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The ongoing digital transformation is really showing in all aspects of our lives, and so digital technology is also increasingly finding its way into the cultural world and museum industry. In a new series of blogposts, we’re looking into the growing trend of digital arts and artainment. Starting with the obvious question: “What is digital art?”.
A first definition of digital arts focusses on the use of digital technologies as a way of presenting/visualizing art. The most straightforward example being displays and (interactive) videowalls. But it also includes the use of digital projectors, holography, VR technology, etc.
It means that any famous artwork can become a digital artwork. The iconic pieces are first digitized and then brought back to life using one of the above-mentioned visualization technologies. Think for example, a projection of the Mona Lisa smiling mysteriously on a museum wall in New York. Or a touch display that allows you to zoom in on a particular scene of Bruegel’s famous chaotic winter landscapes.
Such digital exhibits are becoming increasingly popular in museums and art institutions. It increases the world-wide accessibility of those iconic works, and it’s a way of keeping up with this digital age and delivering new experiences to a more tech-savvy audience. But more about the ‘why’ of digital-powered art exhibitions in our next blog.
Founded in Paris, France, in 1990, Culturespaces is the largest private organization managing public French museums and one of the key players in Europe’s cultural landscape. What makes the Culturespaces art experiences so distinctive is the adaptive re-use of old public spaces and the transformation of these infrastructures into innovative giant video canvasses.
In 2016 the French cultural organization communicated on its first agreement with Barco on the supply of 170 video projectors to enable immersive multimedia experiences at Carrières des Lumières museum in Les Baux-de-Provence, and Atelier des Lumières in Paris. And last year, they opened a new exposition, called Bassins de Lumières, in Bordeaux, France. The digital art museum rotates exhibits on classic painters. The works are being brought to life by more than 100 projectors as a visually astounding spectacle, and audio tracks from classical musicians accompany the sensory-immersive experience.
For all the details on the Culturespaces projects, check this Barco webinar.
Another interpretation of digital arts, talks about the use of digital technology to create art. It comes in many forms and is certainly not new. Remember your tryouts in Microsoft Paint during your first computer classes in the 1990s? Those can be considered digital art. Going back to the mid-80s, when Andy Warhol, an enthusiast aficionado of the capabilities of the new multimedia, created a series of digital artworks.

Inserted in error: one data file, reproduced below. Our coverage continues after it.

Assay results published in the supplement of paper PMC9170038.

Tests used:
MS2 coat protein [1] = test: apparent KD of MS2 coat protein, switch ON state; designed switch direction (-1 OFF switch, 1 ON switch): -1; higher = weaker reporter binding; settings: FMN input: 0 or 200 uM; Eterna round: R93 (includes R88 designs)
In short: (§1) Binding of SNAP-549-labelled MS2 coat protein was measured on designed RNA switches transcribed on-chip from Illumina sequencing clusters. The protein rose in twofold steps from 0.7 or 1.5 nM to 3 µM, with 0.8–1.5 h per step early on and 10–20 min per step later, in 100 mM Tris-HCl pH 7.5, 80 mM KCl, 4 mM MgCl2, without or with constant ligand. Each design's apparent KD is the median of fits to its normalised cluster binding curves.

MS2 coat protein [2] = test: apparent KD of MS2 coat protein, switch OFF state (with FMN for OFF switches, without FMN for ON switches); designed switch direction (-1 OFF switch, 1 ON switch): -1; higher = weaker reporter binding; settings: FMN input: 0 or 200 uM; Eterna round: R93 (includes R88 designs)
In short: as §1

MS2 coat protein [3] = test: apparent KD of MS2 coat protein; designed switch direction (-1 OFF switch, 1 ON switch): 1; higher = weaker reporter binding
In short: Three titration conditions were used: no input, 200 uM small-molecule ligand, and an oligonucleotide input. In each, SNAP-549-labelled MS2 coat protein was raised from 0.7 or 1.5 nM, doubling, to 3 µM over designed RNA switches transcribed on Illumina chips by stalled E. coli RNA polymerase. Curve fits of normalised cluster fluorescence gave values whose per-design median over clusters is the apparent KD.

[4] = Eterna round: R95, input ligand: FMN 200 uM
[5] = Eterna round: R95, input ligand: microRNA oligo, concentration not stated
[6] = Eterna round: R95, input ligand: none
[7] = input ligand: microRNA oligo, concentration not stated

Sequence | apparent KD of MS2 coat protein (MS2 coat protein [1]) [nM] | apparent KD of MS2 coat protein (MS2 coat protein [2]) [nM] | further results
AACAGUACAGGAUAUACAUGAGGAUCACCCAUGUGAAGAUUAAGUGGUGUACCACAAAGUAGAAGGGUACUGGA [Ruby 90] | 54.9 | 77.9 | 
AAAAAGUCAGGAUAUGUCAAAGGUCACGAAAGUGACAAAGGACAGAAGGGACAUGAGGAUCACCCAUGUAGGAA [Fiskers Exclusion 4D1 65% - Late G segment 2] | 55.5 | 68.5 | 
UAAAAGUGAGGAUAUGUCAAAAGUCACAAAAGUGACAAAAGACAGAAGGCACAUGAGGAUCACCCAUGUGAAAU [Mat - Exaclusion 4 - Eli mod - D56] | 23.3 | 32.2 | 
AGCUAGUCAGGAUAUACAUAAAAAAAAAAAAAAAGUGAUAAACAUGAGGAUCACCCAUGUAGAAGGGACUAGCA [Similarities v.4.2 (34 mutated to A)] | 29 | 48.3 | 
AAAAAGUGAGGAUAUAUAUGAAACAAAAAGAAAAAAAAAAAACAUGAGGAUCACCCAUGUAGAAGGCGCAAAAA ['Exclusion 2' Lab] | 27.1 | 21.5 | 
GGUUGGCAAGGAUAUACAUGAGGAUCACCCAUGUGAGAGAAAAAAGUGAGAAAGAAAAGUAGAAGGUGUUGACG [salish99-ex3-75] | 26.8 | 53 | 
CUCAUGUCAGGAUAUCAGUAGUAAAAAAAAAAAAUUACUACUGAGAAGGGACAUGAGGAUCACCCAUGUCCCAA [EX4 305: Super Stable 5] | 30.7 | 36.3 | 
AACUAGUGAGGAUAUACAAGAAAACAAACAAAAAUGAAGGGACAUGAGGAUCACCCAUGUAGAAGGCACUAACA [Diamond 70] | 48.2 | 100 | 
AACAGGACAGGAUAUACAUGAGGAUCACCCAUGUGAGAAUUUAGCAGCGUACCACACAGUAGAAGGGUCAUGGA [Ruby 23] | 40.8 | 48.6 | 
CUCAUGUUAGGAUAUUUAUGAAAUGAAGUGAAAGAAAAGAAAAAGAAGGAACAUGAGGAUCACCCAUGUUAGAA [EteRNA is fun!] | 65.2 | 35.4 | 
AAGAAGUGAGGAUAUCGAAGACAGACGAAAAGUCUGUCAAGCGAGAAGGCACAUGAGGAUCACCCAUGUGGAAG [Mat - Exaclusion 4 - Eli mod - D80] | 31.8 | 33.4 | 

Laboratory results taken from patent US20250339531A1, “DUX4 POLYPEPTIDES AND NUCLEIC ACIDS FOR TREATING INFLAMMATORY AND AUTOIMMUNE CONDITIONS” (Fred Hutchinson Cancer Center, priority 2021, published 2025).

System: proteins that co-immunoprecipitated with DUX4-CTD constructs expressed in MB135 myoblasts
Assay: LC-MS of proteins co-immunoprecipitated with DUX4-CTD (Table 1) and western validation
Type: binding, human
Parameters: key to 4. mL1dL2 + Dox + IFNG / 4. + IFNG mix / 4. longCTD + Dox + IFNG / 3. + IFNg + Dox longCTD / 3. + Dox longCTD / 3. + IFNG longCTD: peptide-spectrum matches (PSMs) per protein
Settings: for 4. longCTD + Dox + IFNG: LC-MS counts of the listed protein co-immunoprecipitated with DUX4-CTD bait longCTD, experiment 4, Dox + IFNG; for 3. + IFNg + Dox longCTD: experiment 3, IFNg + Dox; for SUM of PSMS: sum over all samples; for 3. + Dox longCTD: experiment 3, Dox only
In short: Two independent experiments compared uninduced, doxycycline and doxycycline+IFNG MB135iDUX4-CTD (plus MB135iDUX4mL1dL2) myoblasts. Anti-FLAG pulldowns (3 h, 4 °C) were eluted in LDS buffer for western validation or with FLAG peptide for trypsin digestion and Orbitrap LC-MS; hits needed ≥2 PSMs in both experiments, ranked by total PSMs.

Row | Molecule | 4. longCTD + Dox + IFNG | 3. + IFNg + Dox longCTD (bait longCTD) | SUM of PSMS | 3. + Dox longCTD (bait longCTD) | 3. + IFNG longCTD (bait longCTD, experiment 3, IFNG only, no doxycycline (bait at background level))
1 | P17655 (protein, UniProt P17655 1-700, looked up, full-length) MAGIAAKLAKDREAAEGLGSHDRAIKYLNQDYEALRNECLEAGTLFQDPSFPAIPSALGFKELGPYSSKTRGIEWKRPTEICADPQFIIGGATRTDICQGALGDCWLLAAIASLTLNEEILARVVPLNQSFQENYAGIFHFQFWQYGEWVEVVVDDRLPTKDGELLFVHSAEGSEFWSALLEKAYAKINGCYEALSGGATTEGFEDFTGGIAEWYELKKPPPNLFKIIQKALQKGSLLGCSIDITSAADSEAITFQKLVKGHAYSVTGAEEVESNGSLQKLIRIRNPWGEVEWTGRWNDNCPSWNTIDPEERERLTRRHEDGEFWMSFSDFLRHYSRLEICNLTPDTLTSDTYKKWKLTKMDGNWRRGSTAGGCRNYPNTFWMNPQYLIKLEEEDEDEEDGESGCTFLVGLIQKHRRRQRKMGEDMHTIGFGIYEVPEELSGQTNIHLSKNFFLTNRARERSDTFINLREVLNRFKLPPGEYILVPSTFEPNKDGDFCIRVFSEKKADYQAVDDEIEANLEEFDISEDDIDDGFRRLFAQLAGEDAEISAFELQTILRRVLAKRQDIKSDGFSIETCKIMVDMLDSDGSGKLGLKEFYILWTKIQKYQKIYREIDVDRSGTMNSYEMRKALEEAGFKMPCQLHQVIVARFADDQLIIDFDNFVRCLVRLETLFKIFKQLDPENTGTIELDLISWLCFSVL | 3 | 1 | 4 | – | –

Computers and technology are playing an increasingly significant role in our creative activities. And as technology evolves, its uses to create art grow with it. It goes from digital photography, to illustrations produced on tablets with drawing software, to images made or generated by an autonomous system based on algorithms. Technology can even be a creative entity in its own, a subfield of artificial intelligence which is called computational creativity. So rather than seeing digital technology as a mere tool to create art, it can even become a collaborator to co-create a work of art together…
In 2017, noticing a lack of resources available to artists who are using new technologies to create, co-founders Tatiana Pastukhova and Sandro Kereselidze debuted ARTECHOUSE. This first-of-its-kind innovative art space, with permanent locations in DC, Miami, and NYC, is home to 21st-century artists who work with innovative technology and new forms of creative expression.
One of those artists they like to work with is Refik Anadol. This media artist loves to experiment with large-scale installations of light and projection, but also uses artificial intelligence as an artistic tool. He’s well known for working with data visualization and creating data-driven work. In his 2019 work “Machine Hallucination”, for instance, you’ll see a 30-min video of an AI machine that processes millions of architectural images of the iconic New York City skyline and visualizations of the open source data about this city.
You can learn more about the ARTECHOUSE mission and Anadol’s inspiration in this Barco video interview.
Simply put, digital art is a term used to describe either an artistic work that’s presented using digital technology, or a work that uses digital technology as part of the creative process. In both cases, it challenges the way we think about art and creativity. The fusion of technology and art is a new trend in the cultural field. A trend that makes us extremely enthusiastic for the spectacular results and new experiences it’ll bring to museums.
Interested to see what Barco’s technology portfolio can bring to your art museum experience? Check our museum page or just reach out.
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